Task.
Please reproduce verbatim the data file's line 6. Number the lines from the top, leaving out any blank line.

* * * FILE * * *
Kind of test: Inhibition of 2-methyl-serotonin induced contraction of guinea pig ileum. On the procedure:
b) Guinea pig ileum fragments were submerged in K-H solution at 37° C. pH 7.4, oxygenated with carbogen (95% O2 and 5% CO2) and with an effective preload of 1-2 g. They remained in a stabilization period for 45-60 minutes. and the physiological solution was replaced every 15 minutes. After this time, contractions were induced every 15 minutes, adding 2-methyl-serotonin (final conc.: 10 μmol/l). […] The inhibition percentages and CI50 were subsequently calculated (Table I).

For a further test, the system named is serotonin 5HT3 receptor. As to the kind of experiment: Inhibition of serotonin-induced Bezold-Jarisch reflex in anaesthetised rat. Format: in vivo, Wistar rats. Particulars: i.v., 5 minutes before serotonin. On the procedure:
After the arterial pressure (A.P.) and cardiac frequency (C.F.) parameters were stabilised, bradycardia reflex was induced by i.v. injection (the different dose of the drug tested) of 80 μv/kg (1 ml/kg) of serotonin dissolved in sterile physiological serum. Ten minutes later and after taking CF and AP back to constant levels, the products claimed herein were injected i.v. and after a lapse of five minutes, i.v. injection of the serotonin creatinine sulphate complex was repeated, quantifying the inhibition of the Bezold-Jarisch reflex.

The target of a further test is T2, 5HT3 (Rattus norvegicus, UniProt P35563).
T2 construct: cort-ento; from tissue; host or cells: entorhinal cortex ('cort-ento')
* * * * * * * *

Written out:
T2 construct: cort-ento; from tissue; host or cells: entorhinal cortex ('cort-ento')